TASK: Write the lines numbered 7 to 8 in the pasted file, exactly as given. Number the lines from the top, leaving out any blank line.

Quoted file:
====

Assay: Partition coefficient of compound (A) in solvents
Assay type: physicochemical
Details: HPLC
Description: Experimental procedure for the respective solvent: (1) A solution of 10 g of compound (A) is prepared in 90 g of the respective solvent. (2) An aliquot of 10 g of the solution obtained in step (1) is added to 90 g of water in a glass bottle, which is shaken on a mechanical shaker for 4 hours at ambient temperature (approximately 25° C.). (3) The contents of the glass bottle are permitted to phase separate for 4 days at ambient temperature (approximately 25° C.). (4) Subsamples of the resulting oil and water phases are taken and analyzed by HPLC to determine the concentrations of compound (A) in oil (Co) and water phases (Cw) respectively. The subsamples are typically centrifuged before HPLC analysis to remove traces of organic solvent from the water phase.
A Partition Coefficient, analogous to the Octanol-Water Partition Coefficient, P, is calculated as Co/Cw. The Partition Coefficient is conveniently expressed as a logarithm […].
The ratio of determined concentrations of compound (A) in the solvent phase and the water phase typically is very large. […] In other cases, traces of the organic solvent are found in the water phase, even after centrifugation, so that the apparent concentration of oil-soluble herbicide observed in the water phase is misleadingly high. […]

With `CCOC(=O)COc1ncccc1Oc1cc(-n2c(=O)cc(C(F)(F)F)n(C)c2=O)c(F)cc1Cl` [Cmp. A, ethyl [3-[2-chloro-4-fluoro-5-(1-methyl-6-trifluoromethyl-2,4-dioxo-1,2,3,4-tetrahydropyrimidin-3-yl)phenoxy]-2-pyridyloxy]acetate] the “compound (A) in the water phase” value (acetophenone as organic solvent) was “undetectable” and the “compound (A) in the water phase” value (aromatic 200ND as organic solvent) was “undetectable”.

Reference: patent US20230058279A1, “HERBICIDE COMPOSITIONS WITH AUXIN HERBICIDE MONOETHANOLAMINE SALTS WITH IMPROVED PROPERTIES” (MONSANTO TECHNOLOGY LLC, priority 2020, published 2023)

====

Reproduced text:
With `CCOC(=O)COc1ncccc1Oc1cc(-n2c(=O)cc(C(F)(F)F)n(C)c2=O)c(F)cc1Cl` [Cmp. A, ethyl [3-[2-chloro-4-fluoro-5-(1-methyl-6-trifluoromethyl-2,4-dioxo-1,2,3,4-tetrahydropyrimidin-3-yl)phenoxy]-2-pyridyloxy]acetate] the “compound (A) in the water phase” value (acetophenone as organic solvent) was “undetectable” and the “compound (A) in the water phase” value (aromatic 200ND as organic solvent) was “undetectable”.

Reference: patent US20230058279A1, “HERBICIDE COMPOSITIONS WITH AUXIN HERBICIDE MONOETHANOLAMINE SALTS WITH IMPROVED PROPERTIES” (MONSANTO TECHNOLOGY LLC, priority 2020, published 2023)